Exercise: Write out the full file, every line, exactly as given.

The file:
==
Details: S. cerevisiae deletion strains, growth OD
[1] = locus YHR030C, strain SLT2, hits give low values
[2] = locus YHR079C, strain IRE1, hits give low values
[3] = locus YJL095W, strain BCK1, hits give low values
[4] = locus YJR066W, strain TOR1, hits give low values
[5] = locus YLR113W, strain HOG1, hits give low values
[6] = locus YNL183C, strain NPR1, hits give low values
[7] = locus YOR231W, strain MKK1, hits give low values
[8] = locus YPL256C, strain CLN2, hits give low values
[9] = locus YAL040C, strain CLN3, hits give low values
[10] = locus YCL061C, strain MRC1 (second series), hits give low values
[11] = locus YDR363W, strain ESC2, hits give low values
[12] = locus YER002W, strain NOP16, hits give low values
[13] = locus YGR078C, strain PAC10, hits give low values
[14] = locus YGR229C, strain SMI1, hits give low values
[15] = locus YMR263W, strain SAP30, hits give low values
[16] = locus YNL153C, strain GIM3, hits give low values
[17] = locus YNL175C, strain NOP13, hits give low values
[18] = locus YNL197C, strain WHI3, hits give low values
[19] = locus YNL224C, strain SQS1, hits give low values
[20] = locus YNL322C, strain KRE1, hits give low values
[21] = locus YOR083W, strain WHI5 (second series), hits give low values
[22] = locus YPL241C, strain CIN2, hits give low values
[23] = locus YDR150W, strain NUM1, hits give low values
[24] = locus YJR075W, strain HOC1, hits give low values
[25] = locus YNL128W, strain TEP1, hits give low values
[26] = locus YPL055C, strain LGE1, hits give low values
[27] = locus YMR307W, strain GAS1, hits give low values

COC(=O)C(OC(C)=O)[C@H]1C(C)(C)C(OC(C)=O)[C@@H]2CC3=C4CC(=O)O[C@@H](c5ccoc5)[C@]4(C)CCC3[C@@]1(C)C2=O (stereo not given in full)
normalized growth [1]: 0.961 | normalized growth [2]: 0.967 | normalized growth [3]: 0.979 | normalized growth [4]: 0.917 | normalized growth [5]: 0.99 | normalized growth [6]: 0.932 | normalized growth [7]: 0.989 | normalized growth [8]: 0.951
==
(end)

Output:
Details: S. cerevisiae deletion strains, growth OD
[1] = locus YHR030C, strain SLT2, hits give low values
[2] = locus YHR079C, strain IRE1, hits give low values
[3] = locus YJL095W, strain BCK1, hits give low values
[4] = locus YJR066W, strain TOR1, hits give low values
[5] = locus YLR113W, strain HOG1, hits give low values
[6] = locus YNL183C, strain NPR1, hits give low values
[7] = locus YOR231W, strain MKK1, hits give low values
[8] = locus YPL256C, strain CLN2, hits give low values
[9] = locus YAL040C, strain CLN3, hits give low values
[10] = locus YCL061C, strain MRC1 (second series), hits give low values
[11] = locus YDR363W, strain ESC2, hits give low values
[12] = locus YER002W, strain NOP16, hits give low values
[13] = locus YGR078C, strain PAC10, hits give low values
[14] = locus YGR229C, strain SMI1, hits give low values
[15] = locus YMR263W, strain SAP30, hits give low values
[16] = locus YNL153C, strain GIM3, hits give low values
[17] = locus YNL175C, strain NOP13, hits give low values
[18] = locus YNL197C, strain WHI3, hits give low values
[19] = locus YNL224C, strain SQS1, hits give low values
[20] = locus YNL322C, strain KRE1, hits give low values
[21] = locus YOR083W, strain WHI5 (second series), hits give low values
[22] = locus YPL241C, strain CIN2, hits give low values
[23] = locus YDR150W, strain NUM1, hits give low values
[24] = locus YJR075W, strain HOC1, hits give low values
[25] = locus YNL128W, strain TEP1, hits give low values
[26] = locus YPL055C, strain LGE1, hits give low values
[27] = locus YMR307W, strain GAS1, hits give low values

COC(=O)C(OC(C)=O)[C@H]1C(C)(C)C(OC(C)=O)[C@@H]2CC3=C4CC(=O)O[C@@H](c5ccoc5)[C@]4(C)CCC3[C@@]1(C)C2=O (stereo not given in full)
normalized growth [1]: 0.961 | normalized growth [2]: 0.967 | normalized growth [3]: 0.979 | normalized growth [4]: 0.917 | normalized growth [5]: 0.99 | normalized growth [6]: 0.932 | normalized growth [7]: 0.989 | normalized growth [8]: 0.951